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Resistance to a Posthuman and Retrograde Oughtopia: Exploring the Narrative of South Korea’s Sci-Fi Animation, Wonder Kiddy

This article analyzes the narrative of South Korea’s first animated science fiction TV series, 2020 Space Wonder Kiddy, which presents the model of a posthuman society and seeks to demonstrate the characters’ perception of this imaginary world. The study provides insight into the so-called ‘oughtopia’ model, proposing a possible way to organize the society of the future. By portraying the community of Wonder Kiddy, where humans, aliens (elves) and robots of all kinds coexist as one social organism, the author carries out judgments about a technological civilization of the future and analyzes concerns associated with the technophobia of modern people. The first concern is the fear that intelligent machines could start living according to their own rules of self-evolution, imitating the governing principles typical of human society. Secondly, Wonder Kiddy reflects the fear of the collapse of modern humanity and the death of the human race, followed by a shift to a posthuman society. Thirdly, it presents concerns about how mythological value, an essential component of humans’ spiritual richness, might collapse if a technological civilization’s speed and sense of direction get out of hand. Finally, it questions the belief about the historical progress of the human race, which rests on the concept of linear time. On the other hand, Wonder Kiddy presents the model of an ideal solution for preserving all ecological, natural and scenic values. This adds strength to the view that the oughtopia of Wonder Kiddy was not planned as a realistic model, but designed to symbolize a simple outcome of general environmentalist logic.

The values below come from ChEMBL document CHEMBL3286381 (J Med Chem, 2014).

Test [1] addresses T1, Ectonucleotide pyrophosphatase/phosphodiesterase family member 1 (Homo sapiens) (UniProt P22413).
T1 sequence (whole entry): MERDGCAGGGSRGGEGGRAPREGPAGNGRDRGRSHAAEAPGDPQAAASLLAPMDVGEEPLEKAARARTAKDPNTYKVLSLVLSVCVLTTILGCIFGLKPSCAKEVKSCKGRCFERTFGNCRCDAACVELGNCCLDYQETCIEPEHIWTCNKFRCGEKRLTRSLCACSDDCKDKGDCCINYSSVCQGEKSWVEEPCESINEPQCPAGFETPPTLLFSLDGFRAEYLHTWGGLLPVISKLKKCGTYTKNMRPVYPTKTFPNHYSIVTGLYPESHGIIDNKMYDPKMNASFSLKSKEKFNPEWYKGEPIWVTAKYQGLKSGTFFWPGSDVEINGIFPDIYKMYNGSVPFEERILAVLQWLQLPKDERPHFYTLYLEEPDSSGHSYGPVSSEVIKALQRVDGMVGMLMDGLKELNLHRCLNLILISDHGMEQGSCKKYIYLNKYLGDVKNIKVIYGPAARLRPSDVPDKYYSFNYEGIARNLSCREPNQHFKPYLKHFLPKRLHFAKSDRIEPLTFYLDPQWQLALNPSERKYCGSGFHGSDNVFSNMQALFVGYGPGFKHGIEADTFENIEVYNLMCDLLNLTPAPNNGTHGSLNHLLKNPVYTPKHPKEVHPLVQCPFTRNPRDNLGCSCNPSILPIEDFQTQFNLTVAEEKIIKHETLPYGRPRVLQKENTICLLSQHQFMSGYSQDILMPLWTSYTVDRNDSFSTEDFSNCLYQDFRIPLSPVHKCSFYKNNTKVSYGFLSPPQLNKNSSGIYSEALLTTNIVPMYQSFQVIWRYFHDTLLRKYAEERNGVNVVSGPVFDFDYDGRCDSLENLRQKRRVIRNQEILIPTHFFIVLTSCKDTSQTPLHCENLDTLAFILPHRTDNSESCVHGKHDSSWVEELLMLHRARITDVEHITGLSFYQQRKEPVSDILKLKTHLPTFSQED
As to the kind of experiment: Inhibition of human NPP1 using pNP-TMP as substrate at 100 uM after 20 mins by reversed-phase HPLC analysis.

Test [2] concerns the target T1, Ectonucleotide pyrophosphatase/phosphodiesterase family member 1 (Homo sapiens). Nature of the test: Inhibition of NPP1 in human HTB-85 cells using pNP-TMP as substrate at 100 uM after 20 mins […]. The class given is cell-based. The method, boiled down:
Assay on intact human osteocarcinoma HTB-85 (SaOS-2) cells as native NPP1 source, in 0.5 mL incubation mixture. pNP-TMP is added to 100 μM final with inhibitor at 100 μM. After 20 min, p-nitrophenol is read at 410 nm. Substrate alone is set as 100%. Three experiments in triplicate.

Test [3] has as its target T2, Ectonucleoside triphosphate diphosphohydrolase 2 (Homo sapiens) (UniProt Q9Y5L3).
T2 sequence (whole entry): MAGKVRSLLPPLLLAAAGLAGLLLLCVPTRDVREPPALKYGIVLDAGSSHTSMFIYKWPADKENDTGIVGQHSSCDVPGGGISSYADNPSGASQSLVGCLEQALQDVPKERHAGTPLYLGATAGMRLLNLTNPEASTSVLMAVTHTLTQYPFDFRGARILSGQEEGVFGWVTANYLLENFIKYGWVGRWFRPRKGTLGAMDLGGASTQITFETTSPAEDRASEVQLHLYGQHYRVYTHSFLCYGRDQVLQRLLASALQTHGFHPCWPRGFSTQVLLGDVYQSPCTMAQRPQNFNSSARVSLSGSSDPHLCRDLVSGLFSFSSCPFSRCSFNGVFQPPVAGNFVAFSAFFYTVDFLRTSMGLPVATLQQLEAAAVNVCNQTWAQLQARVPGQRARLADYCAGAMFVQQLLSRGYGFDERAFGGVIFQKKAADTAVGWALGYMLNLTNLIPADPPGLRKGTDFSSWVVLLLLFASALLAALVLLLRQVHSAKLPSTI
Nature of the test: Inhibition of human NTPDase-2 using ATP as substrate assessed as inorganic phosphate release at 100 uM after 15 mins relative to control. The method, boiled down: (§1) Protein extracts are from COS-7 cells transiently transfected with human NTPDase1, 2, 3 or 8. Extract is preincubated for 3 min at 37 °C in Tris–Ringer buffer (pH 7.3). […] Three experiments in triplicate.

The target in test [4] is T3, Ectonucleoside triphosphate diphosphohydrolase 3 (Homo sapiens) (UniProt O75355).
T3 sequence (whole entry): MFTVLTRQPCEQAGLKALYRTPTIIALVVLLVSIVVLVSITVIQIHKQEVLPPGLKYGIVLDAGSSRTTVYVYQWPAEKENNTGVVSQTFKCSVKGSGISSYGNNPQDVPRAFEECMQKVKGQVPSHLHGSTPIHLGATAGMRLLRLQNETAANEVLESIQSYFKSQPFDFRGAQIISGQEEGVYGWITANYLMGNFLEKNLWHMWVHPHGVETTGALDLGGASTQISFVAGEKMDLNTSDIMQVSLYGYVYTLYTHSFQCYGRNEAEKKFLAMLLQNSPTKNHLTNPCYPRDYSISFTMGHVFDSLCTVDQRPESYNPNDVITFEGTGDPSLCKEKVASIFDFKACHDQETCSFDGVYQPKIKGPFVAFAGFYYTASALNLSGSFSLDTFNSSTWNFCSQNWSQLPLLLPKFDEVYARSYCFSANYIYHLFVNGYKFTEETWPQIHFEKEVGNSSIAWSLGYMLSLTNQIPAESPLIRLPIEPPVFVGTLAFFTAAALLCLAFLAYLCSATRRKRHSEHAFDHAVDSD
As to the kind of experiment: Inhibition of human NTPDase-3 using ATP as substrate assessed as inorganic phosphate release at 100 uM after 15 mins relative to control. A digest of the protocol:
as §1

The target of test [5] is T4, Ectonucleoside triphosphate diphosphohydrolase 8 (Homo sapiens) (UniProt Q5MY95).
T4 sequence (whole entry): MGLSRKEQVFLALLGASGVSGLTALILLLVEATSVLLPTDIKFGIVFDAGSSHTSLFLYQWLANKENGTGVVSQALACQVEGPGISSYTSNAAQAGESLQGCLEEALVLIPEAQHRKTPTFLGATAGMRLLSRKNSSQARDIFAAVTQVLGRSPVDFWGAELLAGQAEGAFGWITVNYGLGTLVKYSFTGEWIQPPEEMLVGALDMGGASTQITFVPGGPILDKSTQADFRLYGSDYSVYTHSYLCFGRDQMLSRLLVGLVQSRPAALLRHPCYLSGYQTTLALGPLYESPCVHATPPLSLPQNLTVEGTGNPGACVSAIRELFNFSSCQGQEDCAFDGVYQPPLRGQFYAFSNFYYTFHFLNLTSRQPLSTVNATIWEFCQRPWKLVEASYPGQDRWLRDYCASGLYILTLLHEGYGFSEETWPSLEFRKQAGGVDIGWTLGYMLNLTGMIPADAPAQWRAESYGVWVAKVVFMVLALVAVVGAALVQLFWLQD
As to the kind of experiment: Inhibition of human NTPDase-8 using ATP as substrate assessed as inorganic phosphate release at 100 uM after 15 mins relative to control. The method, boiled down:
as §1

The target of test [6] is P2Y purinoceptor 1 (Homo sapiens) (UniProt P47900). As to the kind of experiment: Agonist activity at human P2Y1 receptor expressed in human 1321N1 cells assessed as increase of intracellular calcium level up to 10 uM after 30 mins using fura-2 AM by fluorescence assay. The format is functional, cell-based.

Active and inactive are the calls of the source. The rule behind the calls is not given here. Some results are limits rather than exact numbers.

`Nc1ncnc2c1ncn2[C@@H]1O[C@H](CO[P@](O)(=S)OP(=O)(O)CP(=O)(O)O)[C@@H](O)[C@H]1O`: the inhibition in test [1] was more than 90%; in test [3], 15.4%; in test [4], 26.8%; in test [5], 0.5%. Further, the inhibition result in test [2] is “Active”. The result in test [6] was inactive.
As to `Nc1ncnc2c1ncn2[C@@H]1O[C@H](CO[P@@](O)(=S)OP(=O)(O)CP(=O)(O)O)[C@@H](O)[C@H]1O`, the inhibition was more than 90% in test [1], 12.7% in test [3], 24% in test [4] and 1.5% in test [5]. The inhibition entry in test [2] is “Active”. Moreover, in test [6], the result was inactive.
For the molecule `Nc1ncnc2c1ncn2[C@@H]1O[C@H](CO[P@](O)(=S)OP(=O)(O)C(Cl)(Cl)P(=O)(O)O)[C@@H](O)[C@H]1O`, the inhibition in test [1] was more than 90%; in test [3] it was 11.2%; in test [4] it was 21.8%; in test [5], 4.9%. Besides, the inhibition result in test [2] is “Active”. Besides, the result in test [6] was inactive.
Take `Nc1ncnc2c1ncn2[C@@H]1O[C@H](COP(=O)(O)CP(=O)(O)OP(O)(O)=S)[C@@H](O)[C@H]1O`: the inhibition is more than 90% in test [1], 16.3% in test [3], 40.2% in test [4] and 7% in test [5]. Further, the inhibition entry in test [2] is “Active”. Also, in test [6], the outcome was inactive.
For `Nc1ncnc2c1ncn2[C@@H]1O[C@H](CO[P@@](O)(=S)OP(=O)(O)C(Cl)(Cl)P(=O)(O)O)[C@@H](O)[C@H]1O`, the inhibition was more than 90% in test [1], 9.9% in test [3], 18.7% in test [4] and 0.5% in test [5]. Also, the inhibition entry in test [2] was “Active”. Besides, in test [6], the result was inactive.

• Title (Japanese)
ポストヒューマンと後退するオートピアへの抵抗:ワンダー・キディーの韓国SFアニメの物語を探る
  • Publish Date
2017
  • Authors
  • Related Works
  • Publication
Animation: An Interdisciplinary Journal
  • Publication Volume
12(1)
  • Publication Page Number
45-61
  • Publication’s Website
http://journals.sagepub.com/doi/full/10.1177/1746847716686544
  • DOI
10.1177/1746847716686544
  • Keywords

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